Live and Direct 702 has elevated local virtual showcases with professionalism and intimacy
Before COVID-19, Renaldo Elliott was a very busy man. The former corporate clock-puncher turned career skinsman had gigs on the Strip five or six nights a week. But on March 15, a flood of emails from MGM, Caesars, and other gaming outfits canceled all live entertainment and, by extension, Elliott’s livelihood. As weeks passed by with no curtain-rise in sight, the veteran drummer settled into a funk much different than any he helped lay down onstage. “There was accomplishment and then regret,” Elliott says. “(Musicians) were deemed nonessential.”
Not making him feel any better were the shoddy Facebook live videos of bands performing in isolation. “I was like, this can’t be what the future is,” Elliott says. So he reached out to former bandmates Coco Jenkins, Greg Mayeda, and Ryan Mappala and launched Live and Direct 702, a Youtube channel featuring local musicians performing alone in the National Southwestern Recording studio at Downtown’s 11th Street Records.
[pictured right, Ryan Mappala, head of production]
The 30-minute, one-take videos that comprise the channel’s Today We Play music series not only stand in stark contrast to the lo-fidelity streams from early in the pandemic, but offer you-are-there intimacy sans the usual chatter and clatter. Each act is front and center, tastefully surrounded by candles and amplifiers. There are no jump shots or stylistic lenswork — just the simple, Jedi-like focus of Mappala’s video gaze. Every lyric is clearly projected, every note as clear as a die, from rapper Mike Xavier’s redemptive narratives to Droogs AG’s Chason Westmoreland pecking out skittering soundscapes on his MPC. “It’s for musicians, by musicians,” says Jenkins, who helps choose the performers and promotes their showcases on her popular There’s Nothing To Do in Vegas Instagram account. “We have so many amazing creatives that deserve not just our attention but our support.”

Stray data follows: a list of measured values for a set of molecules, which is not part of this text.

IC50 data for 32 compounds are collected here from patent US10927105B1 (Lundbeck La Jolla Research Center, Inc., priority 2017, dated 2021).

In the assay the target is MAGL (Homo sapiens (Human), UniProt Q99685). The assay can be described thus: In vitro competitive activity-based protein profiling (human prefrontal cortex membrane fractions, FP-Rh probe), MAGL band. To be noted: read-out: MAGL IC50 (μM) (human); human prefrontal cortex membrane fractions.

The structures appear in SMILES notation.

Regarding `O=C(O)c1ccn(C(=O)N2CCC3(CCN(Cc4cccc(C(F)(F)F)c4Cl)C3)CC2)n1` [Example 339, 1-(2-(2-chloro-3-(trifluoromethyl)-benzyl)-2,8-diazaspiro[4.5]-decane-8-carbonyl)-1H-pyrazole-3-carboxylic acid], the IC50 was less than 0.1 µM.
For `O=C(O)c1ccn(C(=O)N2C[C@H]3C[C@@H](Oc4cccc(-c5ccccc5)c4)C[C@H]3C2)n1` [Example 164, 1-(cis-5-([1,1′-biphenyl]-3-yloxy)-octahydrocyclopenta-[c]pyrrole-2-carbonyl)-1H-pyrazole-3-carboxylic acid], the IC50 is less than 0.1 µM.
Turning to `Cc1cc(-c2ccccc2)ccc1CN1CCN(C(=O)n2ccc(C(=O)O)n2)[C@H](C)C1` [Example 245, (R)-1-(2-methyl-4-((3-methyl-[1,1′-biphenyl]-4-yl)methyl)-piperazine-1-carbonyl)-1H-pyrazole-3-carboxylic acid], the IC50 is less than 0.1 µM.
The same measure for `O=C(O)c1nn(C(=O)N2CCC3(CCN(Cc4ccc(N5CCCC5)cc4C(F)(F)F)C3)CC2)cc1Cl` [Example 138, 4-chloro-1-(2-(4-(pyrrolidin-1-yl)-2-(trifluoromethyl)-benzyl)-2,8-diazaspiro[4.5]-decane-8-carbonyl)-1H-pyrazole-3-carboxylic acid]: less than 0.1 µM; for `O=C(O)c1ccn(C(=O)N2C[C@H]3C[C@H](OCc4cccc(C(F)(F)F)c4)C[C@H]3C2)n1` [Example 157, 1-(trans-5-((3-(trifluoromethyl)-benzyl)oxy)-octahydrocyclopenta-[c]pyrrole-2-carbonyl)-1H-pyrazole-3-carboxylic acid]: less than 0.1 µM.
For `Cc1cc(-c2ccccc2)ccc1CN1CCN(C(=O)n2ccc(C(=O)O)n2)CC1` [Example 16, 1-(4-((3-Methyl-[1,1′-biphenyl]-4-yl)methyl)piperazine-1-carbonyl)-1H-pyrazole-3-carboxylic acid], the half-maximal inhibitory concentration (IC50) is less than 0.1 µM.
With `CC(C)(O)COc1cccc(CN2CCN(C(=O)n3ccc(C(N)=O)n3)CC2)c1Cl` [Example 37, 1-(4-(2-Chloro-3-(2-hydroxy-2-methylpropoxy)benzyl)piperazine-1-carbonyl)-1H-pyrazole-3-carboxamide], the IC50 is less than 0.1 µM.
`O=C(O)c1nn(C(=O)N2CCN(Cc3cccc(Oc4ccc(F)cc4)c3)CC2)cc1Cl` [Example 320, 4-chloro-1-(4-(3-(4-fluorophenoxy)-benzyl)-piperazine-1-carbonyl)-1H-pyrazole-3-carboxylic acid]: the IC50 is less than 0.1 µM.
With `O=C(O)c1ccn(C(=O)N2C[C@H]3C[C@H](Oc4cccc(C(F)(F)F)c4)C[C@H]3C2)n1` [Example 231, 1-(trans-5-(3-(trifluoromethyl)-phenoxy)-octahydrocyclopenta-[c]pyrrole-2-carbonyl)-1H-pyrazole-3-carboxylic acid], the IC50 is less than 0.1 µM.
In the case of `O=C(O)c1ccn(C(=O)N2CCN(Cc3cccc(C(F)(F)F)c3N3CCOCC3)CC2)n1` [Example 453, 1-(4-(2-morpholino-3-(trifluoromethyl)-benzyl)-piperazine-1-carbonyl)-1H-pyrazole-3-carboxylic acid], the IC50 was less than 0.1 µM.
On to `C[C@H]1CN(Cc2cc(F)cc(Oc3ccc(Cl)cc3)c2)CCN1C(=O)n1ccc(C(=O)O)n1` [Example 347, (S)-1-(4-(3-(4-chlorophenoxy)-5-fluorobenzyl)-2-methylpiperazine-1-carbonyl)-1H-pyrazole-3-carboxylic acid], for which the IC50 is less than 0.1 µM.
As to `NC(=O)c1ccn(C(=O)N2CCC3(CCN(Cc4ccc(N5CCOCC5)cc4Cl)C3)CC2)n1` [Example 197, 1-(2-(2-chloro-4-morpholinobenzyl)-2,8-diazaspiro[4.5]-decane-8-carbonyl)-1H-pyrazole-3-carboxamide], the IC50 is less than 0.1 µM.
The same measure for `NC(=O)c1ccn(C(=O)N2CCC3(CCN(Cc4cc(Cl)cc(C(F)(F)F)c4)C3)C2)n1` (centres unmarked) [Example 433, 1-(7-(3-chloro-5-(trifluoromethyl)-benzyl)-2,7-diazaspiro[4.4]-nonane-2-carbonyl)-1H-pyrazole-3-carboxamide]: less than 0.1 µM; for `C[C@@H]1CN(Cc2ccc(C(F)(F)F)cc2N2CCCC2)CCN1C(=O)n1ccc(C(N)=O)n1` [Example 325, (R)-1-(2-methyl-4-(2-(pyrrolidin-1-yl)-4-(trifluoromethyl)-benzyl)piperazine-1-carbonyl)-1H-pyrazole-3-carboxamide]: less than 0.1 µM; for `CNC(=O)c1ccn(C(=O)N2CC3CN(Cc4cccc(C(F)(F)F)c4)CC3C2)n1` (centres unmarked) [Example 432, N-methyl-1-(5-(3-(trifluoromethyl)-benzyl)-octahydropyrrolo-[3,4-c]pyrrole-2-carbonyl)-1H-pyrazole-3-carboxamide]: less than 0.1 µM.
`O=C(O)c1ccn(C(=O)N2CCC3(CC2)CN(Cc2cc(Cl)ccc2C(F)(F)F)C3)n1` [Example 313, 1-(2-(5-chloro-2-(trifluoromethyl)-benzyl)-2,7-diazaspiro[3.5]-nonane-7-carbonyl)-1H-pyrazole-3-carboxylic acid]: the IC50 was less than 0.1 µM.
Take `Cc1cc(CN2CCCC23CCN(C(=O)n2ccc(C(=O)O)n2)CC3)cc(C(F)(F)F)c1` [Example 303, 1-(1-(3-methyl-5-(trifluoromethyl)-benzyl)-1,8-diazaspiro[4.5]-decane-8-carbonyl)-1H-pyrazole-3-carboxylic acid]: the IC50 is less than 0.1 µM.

The most striking thing about the videos, besides the talent they exhibit, is their plague-defying spirit. Try not smiling back at beaming performers like Kaylie Foster, Sonia Barcelona, and Cameron Calloway, who have all debuted new material on their respective sessions. For many of the participants, Live and Direct 702 provided their first gig since the virus silenced every PA in town.
“They jumped at the opportunity,” Elliott says. “Many artists were hurting financially because they lost their jobs. It was like a depression. What we’re providing is an escape.”